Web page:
The user interface is also highly-intuitive and sleekly designed. Translating experience points (karma) earned from combat into attributes and skills is a streamlined experience without the daunting numerical guesswork typical of traditional roleplaying games – an unfortunate flaw blockbuster games like Fallout and Dragon Age: Origins are guilty of.

The effects of what you choose to level up is clearly indicated in the interface, simply mouse over the buttons. A fuss-free design choice perfect for newcomers.
Barring the ridiculous outfit, “THE NUMBERS…WHAT DO THEY MEAN?!” (Dragon Age: Origins screenshot courtesy of Google Images)

Writing, in particular, is among Shadowrun: Dragonfall’s strongest points. I dare say that the immersion within this game triumphs that of The Elder Scrolls: Skyrim based on stellar writing alone: The text-based narrative style employed in describing actions and locations is vivid and highly imaginative, and conversations between characters feel fluid with many unique responses to choose from.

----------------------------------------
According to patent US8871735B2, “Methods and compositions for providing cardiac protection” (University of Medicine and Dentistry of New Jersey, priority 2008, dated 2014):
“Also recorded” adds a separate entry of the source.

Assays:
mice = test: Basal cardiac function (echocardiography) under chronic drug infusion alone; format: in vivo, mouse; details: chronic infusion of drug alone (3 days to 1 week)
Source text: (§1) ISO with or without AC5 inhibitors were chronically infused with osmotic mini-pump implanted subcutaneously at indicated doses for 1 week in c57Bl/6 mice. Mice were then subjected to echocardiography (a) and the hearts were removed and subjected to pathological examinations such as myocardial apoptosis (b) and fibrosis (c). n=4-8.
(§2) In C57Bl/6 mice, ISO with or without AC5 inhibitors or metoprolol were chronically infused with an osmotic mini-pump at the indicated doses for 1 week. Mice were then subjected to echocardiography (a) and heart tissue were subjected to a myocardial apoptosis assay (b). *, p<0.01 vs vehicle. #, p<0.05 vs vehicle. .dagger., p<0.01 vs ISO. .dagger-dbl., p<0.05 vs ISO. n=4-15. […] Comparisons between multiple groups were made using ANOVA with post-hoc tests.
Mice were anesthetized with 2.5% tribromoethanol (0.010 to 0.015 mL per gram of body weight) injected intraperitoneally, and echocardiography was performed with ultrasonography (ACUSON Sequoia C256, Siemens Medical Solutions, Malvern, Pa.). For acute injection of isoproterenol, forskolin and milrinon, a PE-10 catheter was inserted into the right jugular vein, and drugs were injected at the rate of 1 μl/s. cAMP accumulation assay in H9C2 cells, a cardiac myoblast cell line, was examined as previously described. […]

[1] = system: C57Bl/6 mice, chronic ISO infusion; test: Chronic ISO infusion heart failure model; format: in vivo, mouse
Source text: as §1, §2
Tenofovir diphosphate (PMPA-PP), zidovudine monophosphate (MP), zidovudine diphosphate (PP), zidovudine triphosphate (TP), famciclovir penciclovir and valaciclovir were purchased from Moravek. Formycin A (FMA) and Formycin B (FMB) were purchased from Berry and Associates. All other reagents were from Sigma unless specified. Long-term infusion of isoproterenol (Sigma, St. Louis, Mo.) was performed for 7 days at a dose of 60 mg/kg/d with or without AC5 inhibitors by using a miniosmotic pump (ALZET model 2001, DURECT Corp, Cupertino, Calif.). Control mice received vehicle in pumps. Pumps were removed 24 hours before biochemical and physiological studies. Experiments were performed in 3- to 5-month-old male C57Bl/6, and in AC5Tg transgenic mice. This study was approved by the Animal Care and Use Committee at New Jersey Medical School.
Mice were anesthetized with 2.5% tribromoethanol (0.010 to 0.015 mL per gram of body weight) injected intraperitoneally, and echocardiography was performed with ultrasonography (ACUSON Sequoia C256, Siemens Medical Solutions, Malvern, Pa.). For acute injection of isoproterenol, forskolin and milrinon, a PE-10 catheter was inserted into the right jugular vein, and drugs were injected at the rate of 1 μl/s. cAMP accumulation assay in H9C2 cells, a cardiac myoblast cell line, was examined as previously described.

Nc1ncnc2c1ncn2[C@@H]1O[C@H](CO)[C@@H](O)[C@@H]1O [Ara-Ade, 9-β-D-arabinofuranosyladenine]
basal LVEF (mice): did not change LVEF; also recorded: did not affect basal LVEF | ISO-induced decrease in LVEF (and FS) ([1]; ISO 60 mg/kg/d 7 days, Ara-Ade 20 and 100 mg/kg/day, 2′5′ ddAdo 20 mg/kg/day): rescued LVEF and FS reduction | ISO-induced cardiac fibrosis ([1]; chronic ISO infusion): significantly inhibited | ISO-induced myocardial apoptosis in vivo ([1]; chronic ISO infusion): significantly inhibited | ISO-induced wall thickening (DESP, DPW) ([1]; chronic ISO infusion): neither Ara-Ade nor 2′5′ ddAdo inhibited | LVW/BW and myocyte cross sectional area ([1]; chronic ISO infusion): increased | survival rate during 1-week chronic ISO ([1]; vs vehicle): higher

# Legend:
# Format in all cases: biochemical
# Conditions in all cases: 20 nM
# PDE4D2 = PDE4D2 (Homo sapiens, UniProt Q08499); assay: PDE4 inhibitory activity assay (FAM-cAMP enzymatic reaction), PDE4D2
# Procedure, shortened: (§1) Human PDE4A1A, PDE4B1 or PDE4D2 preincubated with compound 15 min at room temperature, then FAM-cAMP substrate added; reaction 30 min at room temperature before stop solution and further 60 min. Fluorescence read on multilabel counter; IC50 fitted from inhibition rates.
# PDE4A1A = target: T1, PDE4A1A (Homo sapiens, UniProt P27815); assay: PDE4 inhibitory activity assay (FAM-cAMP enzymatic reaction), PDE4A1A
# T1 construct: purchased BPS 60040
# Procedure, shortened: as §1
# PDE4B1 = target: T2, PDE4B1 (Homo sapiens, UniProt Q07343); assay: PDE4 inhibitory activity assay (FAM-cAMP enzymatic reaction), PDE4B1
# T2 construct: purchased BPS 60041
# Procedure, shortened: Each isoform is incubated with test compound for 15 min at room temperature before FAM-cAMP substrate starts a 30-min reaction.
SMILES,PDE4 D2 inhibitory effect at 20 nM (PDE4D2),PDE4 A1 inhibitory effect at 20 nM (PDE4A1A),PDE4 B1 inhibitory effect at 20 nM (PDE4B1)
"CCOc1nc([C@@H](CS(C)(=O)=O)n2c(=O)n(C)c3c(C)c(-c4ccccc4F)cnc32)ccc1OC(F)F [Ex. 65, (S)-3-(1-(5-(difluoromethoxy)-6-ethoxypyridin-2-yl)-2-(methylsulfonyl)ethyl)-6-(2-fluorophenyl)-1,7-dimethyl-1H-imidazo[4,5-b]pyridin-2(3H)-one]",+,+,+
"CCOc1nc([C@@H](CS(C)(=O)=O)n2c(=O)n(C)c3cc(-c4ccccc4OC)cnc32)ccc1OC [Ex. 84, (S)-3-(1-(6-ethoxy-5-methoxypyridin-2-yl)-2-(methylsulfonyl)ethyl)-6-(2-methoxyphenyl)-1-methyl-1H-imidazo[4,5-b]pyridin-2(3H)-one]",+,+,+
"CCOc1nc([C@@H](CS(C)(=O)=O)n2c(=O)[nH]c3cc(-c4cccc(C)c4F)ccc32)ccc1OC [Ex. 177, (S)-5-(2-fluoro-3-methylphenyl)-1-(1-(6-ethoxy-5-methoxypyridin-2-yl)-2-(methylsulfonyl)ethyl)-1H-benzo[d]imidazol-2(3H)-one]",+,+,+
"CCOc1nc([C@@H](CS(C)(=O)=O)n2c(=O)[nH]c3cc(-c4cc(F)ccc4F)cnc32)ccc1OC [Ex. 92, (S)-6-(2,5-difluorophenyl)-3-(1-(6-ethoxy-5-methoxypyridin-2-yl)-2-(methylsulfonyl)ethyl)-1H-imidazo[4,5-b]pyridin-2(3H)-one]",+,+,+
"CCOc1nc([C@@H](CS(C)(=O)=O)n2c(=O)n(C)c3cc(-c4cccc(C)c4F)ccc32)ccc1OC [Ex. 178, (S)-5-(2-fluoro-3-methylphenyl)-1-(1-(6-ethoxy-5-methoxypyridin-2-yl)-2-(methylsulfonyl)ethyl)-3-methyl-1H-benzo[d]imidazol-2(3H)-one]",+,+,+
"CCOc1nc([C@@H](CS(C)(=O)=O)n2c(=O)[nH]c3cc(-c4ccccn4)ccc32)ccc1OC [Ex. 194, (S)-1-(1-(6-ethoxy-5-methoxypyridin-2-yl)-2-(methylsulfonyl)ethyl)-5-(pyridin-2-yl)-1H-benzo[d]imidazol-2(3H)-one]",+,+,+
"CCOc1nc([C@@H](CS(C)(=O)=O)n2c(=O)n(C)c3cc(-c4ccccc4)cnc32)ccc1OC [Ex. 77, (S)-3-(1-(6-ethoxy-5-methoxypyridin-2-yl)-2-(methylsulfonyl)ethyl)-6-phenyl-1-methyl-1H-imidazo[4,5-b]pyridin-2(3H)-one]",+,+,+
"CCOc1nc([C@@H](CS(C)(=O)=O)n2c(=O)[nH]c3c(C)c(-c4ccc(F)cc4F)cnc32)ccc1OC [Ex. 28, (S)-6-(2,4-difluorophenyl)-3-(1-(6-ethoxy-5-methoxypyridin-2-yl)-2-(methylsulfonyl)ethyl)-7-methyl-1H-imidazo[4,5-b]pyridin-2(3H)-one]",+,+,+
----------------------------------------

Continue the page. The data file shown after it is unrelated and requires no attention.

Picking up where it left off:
As such, the character story arcs – while already interesting missions in their own right – are further brought to life with intriguing dialogue, creating a sense of attachment between the player and the main characters.

“Trust is so 2053.” Pretty hilarious.

There are even times when seemingly-straightforward decisions put forth to the player become really hard to make because of excellent written expression. The fact that a game can create such thought-provoking moments filled with moral dilemmas through text alone proves testament to its developers’ commitment to quality storytelling.